Jonathan Creek (1997–2016)
7 user

The Letters of Septimus Noone 

When a classic locked room novel is turned into a West End musical, one of its stars falls victim to a real-life 'impossible crime'.


David Sant


David Renwick (by)




Episode cast overview:
Simon Thomas Simon Thomas ... Christophe Holtz
Ali Bastian ... Juno Pirelli
Alan Davies ... Jonathan Creek
Sarah Alexander ... Polly Creek
Marianne Borgo Marianne Borgo ... Zelda Niedlespascher
Ross Armstrong ... Angus
Alice O'Connell Alice O'Connell ... Rachel
Raquel Cassidy ... Sharon
Liberty Nichols-O'Connell Liberty Nichols-O'Connell ... Ripley
Rhydian Jones ... Darryl
Kieran Hodgson ... Ridley
Roy Sampson ... Mr. Partridge
Paula Wilcox ... Hazel Prosser


The Mystery of the Yellow Room, based on a 19th-century story by Gaston Leroux, is currently thrilling London theatre audiences with its enticing blend of music, romance and sizzling Gothic melodrama. But events take a sinister turn one night when the show's glamorous singing sensation Juno Pirelli is found horribly stabbed inside a locked dressing room, from which no assailant could possibly have escaped. No weapon or any other evidence of an intruder can be found, nor any rational explanation for the victim's wounds. As the actress's life hangs in the balance, her producer and colleagues remain baffled. And attention once again turns to the lateral-thinking Jonathan Creek for a solution to the whole grisly puzzle. But can Creek - now a happily married man - even be persuaded to embark upon the investigation? As he and his wife Polly struggle to come to terms with a sudden personal tragedy, a series of dark and disturbing family secrets are about to emerge that will throw the ... Written by Anonymous

Plot Summary | Add Synopsis


Crime | Drama | Mystery







English | French

Release Date:

28 February 2014 (UK) See more »

Company Credits

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Did You Know?


The musical is based on a crime novel by Gaston Leroux. His most famous novel, 'The Phantom of the Opera' was made into one of the longest running West End and Broadway musicals of all time. See more »


References The Man Who Laughs (1928) See more »

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User Reviews

This is NOT the Jonathan Creek I know
28 February 2014 | by mmath04See all my reviews

I was extremely eager to watch this as I have been a huge Jonathan Creek fan for the longest time. The first couple of seasons were brilliant in creating and solidifying the character that is Jonathan Creek. They served to tell a tale thoughtfully, intricately and in a way that left you eager to tune in next week for more.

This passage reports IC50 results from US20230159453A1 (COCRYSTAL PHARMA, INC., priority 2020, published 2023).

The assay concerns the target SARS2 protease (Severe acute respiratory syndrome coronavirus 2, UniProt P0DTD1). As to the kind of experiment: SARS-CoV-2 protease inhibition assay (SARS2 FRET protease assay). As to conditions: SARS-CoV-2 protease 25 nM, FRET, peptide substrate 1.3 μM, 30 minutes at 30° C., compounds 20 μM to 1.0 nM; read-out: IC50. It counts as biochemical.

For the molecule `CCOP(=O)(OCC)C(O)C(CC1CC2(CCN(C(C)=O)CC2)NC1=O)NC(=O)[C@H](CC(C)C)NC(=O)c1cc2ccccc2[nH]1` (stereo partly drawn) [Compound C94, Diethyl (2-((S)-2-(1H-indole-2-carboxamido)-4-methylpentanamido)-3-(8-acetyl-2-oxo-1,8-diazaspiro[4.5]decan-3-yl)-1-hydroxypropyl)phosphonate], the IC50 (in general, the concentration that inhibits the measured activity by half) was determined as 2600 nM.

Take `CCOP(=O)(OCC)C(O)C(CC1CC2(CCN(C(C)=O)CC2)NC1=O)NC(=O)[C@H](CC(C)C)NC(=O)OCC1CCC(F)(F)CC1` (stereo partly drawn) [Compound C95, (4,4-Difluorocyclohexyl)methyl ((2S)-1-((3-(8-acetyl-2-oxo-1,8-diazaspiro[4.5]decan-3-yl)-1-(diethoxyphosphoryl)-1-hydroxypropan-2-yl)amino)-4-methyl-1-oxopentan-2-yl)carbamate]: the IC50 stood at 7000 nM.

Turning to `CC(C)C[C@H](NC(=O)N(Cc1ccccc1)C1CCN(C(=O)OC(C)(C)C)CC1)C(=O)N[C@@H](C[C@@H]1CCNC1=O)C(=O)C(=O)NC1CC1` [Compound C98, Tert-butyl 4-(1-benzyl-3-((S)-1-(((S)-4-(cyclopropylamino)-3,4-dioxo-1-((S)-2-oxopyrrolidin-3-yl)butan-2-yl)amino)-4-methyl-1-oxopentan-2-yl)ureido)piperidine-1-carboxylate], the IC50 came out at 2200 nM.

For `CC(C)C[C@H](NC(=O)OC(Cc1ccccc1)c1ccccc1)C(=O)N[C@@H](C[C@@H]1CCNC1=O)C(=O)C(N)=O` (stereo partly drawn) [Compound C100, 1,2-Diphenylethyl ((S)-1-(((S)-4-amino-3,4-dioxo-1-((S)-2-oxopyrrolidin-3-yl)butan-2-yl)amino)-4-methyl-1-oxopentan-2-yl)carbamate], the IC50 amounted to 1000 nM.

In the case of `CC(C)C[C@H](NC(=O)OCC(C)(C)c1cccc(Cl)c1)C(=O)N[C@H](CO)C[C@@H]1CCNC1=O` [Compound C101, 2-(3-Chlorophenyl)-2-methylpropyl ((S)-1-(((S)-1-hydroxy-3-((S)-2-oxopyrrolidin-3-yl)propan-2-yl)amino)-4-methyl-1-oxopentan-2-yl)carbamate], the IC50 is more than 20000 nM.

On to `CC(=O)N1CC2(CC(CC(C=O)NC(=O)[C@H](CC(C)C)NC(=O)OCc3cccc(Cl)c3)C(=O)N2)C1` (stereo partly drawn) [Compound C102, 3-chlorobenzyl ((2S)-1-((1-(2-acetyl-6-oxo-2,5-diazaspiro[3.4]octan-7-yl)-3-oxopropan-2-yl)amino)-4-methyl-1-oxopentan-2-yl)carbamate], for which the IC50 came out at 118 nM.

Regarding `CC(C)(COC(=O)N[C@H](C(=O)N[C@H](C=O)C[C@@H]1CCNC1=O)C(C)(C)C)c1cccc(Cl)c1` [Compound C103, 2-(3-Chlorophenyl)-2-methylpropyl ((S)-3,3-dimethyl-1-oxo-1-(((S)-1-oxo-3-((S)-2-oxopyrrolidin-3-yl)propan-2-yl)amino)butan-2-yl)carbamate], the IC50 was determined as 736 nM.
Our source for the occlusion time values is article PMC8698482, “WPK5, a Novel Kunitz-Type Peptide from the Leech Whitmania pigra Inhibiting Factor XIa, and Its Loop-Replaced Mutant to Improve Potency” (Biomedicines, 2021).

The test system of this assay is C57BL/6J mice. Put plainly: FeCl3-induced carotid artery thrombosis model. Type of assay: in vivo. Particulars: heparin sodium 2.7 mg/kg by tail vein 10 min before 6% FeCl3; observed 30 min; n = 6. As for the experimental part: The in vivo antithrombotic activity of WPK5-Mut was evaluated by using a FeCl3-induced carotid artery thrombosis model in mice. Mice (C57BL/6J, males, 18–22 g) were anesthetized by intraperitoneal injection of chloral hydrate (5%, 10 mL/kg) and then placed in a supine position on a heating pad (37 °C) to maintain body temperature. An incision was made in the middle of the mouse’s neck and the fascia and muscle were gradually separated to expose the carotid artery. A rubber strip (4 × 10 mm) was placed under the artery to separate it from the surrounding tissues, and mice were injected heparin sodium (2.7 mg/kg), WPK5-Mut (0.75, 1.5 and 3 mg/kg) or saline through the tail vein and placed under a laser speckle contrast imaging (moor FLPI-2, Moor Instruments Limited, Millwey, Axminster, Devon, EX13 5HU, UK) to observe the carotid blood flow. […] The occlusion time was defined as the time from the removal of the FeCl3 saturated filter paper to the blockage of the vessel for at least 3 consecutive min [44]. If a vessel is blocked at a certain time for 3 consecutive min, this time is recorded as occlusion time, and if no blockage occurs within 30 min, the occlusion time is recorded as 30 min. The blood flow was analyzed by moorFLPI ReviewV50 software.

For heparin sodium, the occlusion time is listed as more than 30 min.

Sadly, this is nothing like the previous episodes. It isn't even a shade. Whereas in every Jonathan Creek episode to date, the resolve has been at the end of the episode, the murderer and crime is given away within the first twenty minutes here. I sat there wondering what arcing storyline would emerge that would lead to the 'real mystery' but there wasn't one. There was no tension. There was no mystery. What the hell is this - Columbo?

This whole episode is one big mess of poorly written, badly cobbled together mini- plots which come together in the worst manner imaginable. There is next to no character development throughout which makes the final few scenes almost painfully hard to watch as we have to emotional attachment to the people who are being described.

The chemistry between Davies and Quentin (or later Sawalha and Smith) is non existent. I understand that Jonathan has grown older and matured and his life is supposed to reflect these changes but Jonathan's wife is a bland, boring character who brings nothing to the plate and pretty much just serves to pad the script to the 60 minute mark.

It's just sad that this series has been brought back to such poor standards. Jonathan Creek was expertly written and put together for the most part, this is the work of a group of people who either have never watched the series or people who are simply writing to a contractual obligation i.e. WATER IT DOWN.

And that's what this is in a nutshell. A watered down, easily digestible version of the real thing. Extremely disappointed.

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